From Justice League expert Jeremiah Lawson, here is an insightful look at the recent holiday season blockbuster.

It may be a law of blockbuster cinema that there is an inversely proportional relationship between how high the stakes are raised in explicit and implicit narrative terms and the actual significance of said stakes. In a phrase, when everything is at stake, you can be relatively confident nothing is at stake, and this is, in sum, a weakness that the film Justice League can’t shake off.

The plot is as follows: in the wake of Superman’s death through Kryptonite exposure and injuries fighting General Zod, who was revived as the monster Doomsday, Batman and Wonder Woman work together to recruit heroes to stop Steppenwolf, one of Jack Kirby’s New Gods, from finding three cubes called Mother Boxes that will form a Unity, which will terraform Earth into a haven for parademons who serve the god of Apokolips, Darkseid. After the newly formed Justice League fails to stop Steppenwolf from obtaining the Mother Boxes, Bruce Wayne decides that what they have to do is use the Kryptonian technology that Lex Luthor used to create Doomsday to bring Superman back to life so that the Man of Steel can more or less single-handedly take down Steppenwolf and help the Justice League save the day. Having said all that, there’s absolutely no room for any suspense as to whether or not all of that works out.

While nominally better and more watchable than Batman vs Superman, Justice League is a film that manages to traffic in the vices that are characteristic not only of Zack Snyder but of Joss Whedon as well. We’ve managed to get a film that is suffused with Snyder’s stentorian gloom on the one hand and Joss Whedon’s self-impressed glib quips on the other. While Whedon has had a few decades to demonstrate that, in the hands of actors and actresses who are better than the lines he writes for them, his work can fizz with fun, no one in the cast of Justice League can make the would-be witty patter come off.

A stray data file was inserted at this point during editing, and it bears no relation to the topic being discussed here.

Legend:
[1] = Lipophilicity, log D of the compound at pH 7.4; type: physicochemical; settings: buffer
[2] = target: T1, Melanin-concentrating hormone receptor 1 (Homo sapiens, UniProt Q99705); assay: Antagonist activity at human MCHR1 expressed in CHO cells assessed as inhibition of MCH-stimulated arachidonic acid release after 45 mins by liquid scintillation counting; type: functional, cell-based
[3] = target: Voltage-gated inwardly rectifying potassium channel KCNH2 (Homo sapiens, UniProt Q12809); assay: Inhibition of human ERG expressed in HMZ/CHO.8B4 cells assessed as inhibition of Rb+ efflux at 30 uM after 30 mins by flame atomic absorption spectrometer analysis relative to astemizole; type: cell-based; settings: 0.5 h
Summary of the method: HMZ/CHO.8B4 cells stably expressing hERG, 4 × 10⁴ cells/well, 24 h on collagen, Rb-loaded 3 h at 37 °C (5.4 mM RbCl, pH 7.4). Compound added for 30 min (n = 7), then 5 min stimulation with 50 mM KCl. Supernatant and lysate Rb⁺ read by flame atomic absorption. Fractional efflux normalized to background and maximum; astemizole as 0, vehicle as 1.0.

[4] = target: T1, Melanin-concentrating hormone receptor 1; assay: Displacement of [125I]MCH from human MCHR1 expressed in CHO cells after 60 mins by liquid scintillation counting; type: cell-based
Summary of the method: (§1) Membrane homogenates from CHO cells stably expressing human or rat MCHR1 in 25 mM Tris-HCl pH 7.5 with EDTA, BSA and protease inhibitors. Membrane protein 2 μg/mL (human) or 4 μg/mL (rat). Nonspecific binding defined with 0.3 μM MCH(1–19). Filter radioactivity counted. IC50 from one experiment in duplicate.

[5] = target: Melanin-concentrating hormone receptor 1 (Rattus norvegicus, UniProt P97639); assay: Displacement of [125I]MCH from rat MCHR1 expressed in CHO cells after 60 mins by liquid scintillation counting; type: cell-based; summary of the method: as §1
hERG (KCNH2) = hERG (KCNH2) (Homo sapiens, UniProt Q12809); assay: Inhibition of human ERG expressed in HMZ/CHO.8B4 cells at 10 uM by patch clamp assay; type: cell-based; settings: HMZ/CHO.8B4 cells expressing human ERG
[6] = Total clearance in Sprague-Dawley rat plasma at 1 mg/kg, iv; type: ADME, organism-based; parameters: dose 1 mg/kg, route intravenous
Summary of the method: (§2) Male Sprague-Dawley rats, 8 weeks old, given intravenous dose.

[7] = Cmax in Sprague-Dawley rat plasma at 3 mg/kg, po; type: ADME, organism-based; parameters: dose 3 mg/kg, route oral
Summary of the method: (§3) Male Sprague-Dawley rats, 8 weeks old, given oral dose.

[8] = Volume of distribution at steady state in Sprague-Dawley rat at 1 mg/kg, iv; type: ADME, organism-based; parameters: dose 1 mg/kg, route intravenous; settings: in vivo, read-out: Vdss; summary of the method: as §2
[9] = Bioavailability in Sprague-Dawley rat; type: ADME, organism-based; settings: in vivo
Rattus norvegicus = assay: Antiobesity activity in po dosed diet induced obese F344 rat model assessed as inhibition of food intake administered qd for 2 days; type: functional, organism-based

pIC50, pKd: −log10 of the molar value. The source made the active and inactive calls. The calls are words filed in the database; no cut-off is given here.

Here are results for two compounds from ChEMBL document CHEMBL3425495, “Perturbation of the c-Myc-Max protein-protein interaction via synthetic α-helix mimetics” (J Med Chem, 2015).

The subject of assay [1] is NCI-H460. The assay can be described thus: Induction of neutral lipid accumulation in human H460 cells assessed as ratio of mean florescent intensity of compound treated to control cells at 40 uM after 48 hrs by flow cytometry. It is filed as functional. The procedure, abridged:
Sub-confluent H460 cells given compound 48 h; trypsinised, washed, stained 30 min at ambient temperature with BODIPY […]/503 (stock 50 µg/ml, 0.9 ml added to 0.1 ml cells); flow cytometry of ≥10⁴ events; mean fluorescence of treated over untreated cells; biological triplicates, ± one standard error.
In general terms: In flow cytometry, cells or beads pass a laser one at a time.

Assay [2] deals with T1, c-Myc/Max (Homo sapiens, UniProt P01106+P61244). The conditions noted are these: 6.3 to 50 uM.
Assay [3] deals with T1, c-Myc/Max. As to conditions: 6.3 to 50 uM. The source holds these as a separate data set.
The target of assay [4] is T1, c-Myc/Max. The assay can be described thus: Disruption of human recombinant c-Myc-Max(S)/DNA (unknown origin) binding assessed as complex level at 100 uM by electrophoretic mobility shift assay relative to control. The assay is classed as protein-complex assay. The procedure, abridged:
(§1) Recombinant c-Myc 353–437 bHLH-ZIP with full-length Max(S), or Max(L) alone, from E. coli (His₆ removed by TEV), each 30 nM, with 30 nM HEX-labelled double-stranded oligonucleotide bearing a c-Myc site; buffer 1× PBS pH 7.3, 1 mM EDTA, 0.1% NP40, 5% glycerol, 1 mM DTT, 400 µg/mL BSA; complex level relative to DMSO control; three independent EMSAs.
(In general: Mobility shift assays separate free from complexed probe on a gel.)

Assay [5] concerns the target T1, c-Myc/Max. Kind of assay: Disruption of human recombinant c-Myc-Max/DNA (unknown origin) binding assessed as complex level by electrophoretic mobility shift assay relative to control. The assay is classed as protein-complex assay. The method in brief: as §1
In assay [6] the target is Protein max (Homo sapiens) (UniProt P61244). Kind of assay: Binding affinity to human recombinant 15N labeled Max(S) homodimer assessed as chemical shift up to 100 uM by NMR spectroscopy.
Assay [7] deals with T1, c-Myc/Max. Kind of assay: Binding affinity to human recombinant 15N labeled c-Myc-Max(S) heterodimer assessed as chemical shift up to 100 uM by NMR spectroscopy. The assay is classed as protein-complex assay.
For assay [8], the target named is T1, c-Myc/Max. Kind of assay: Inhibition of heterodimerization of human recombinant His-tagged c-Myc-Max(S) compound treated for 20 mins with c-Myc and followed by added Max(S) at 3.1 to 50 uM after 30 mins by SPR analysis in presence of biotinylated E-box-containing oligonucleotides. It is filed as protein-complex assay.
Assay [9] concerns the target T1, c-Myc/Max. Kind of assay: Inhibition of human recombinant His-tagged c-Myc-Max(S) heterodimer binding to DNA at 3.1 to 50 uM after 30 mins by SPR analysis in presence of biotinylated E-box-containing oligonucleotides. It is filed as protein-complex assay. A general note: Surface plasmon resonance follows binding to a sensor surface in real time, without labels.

It’s almost axiomatic that nothing less than the fate of either a city or the entirety of humanity is at stake in superhero films. We expect superhero films to consider the nature of the human condition in the most direct possible terms, but one of the easiest mistakes that can be made in this genre is to focus on power against power and forget that what is really enjoyable about a superhero story can be power against principle, or rather power vs ethics. With the exception of the first two Donner Superman films, we have never gotten Superman films that focused on what I would consider to be the character’s real challenge, which is that with so much power, who he uses it for is the real test of his characternot who he can stop in battle. Ever since Zack Snyder’s Man of Steel opted for brawn over brain, Superman has been set on a path where the battle is about who can best take and give the punches and less about why someone could or should do so.

Years ago we found out that Christopher Nolan’s original aim in Man of Steel was that Superman would dump Zod in the Phantom Zone and that nobody in Metropolis would end up as the civilian casualties of an intra-Kryptonian grudge match. It was David Goyer and Zack Snyder who prevailed in arguing that Zod had to be killed so that Superman’s aversion to killing could be explained. If that was the actual plan, then showing us that the reason Superman has an aversion to mere killing didn’t have to start with killing General Zod. He could have had an aversion to killing as a farm boy living with his adoptive parents the Kents, but the real aversion to killing is an aversion to murdering humans and humanoids. It might be more accurate to say that no matter how powerful Superman may be, his aversion is not merely to killing in some abstract sense but an aversion to being the executioner. He prefers to bring people to justice administered by an institution rather than execute justice himself.